Review Short: Luke Beesley’s Jam Sticky Vision

By | 6 August 2015

Jam Sticky Vision by Luke Beesley
Giramondo Publishing, 2015

Luke Beesley’s long-term preoccupations with film, visual art, writing and literature, return to the fore in Jam Sticky Vision, with the poet now expanding the scope of his work to include 90’s alt-rock bands, like Silver Jews and Pavement. With allusions to filmmaker David Lynch and lo-fi rock musician Bill Callahan couched unselfconsciously beside poems about James Joyce or Henri Matisse, Beesley’s poems may seem to be drawn from something of an eclectic palette. What links the poems nicely together, though, is a close examination of the here and now. In the epigraph from John Dos Passos’s essay ‘The Writer as Technician’ (1935) this idea is more precisely expressed as ‘a time of confusion and rapid change like the present, when terms are continually turning inside out and the names of things hardly keep their meaning from day to day’.

The first poem in the collection, ‘A Thousand Characters’, for example, evokes an image of the setting sun over a rugby paddock: ‘It’s getting dark remarkably quickly and the clouds, just above the line of trees which form the horizon, here, are salmon-pink’ (1). But the image is unstable, fleeting. As the field of ‘freshly cut lawn’ morphs, the poem almost twists itself inside out, we see ‘Nature as documentary, now’, the field becomes a sound stage or movie theatre, a disco, a zoo or some amalgam of all and none – reality quivers on its support beams. This how the poem ends:

See the magpie on the end of my sandwich? It knew it was to be written, probably, and it curved here like a ball in a stadium. But there is no crowd, bird, alone in the credits. Some gaffers. Giraffes with appalling foot rot trot over to the microphone and discoball concussions the wild shining toffee of the dance floor on this afternoon as the moon pierces in. (1)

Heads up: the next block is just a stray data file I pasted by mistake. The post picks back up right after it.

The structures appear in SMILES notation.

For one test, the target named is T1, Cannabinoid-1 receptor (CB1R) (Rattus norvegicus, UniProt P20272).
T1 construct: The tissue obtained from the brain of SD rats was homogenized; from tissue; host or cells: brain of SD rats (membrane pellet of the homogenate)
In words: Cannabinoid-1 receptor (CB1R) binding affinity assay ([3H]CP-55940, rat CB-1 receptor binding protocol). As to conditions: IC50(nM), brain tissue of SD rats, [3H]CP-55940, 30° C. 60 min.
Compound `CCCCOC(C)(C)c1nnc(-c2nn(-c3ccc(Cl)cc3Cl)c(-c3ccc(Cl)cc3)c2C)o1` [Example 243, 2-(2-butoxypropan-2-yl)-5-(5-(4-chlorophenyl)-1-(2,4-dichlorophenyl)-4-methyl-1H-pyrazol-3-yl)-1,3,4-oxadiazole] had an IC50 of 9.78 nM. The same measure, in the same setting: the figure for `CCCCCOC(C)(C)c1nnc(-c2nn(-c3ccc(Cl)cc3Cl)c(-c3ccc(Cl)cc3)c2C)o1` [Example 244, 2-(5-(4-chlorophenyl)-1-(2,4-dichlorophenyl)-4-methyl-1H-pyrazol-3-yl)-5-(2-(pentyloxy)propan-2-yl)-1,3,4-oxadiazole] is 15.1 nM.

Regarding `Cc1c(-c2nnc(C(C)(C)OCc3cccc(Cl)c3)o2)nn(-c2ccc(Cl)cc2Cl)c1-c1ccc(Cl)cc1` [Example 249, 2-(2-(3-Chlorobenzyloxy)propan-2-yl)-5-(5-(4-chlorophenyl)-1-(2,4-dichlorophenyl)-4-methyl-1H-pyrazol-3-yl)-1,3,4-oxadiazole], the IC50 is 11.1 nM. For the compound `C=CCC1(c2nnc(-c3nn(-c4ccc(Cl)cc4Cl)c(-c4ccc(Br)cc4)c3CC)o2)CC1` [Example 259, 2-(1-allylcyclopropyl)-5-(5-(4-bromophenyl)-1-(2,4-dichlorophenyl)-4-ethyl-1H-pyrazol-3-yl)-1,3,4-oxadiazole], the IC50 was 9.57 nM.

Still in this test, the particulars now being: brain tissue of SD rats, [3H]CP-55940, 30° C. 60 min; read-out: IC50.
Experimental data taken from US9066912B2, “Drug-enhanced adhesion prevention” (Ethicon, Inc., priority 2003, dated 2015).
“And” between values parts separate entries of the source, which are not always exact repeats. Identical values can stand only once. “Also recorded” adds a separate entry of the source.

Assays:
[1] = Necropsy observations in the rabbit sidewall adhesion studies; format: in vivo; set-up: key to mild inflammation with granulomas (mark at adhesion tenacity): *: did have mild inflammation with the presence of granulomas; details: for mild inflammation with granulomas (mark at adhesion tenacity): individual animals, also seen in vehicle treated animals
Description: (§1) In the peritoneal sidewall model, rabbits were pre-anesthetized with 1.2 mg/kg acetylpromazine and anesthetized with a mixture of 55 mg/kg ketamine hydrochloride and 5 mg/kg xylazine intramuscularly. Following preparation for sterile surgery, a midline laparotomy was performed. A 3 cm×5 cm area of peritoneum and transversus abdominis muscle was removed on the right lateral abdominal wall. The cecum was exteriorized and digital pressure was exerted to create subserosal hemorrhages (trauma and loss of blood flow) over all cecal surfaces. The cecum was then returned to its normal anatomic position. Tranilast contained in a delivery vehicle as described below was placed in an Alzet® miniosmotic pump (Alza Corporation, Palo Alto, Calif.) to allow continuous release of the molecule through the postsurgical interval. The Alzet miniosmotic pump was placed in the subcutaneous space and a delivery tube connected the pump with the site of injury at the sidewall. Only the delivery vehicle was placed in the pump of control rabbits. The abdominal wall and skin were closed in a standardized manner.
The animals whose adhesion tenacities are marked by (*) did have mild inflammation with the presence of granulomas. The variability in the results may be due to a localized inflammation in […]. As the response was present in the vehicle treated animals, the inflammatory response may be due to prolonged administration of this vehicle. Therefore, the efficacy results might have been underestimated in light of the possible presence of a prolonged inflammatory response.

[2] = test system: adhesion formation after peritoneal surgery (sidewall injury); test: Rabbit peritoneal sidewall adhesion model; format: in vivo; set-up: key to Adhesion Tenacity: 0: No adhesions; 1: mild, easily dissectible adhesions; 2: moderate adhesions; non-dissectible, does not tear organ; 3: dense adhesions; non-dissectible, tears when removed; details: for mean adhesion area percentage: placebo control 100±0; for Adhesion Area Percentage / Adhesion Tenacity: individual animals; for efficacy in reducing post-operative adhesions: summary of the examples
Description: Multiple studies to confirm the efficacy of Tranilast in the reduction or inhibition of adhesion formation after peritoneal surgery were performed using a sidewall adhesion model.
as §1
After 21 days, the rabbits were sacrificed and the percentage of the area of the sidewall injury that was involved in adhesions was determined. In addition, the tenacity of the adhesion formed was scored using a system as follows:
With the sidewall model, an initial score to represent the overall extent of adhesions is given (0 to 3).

Thinking about Luke Beesley’s poetry perhaps requires some understanding of his writing process, since the poems themselves often engage with the difficult business of creativity, or the ‘square task of art’, as Beesley terms it (‘A Tusk’s Chalking Innocence Against Evening’, 60). In Beesley’s work it seems true that how he writes – i.e. his technique, routine, tools, etc. – informs and is in itself a meaningful aspect of what he writes. Collated from pencil-sketched drafts of quick-writing, his poems have a way of seeming to enter the world at an angle, coming in crosswise; they gesture broadly in the direction of reality, which is always a moving target. Reading Jam Sticky Vision produces a sort of house-of-mirrors effect, in which the sensory world is reflected back at the reader in its full vibrancy but, simultaneously, returning distended, canted a little to the side: ‘I had a cup of coffee in a small cup, and time asleep was a dream hidden’ (‘How Will I Know When I’m Home?’, 71). Stylistically his work pays particular homage to the New York School poets, like John Ashbery, Frank O’Hara, and Kenneth Koch – in fact, Beesley’s poem ‘The Australian Double’ receives its title from a line in John Ashbery’s collection Quick Question (Ecco Press, 2012) and the poem ‘Coda’ references Koch in its opening: ‘So I wait here reading Koch drinking in the morning checking the spelling’ (54). Certainly, Luke Beesley isn’t shy about telling you whom he likes, and the references and allusions to these influences are made with genuine affection, without a drip of Bloomian anxiety.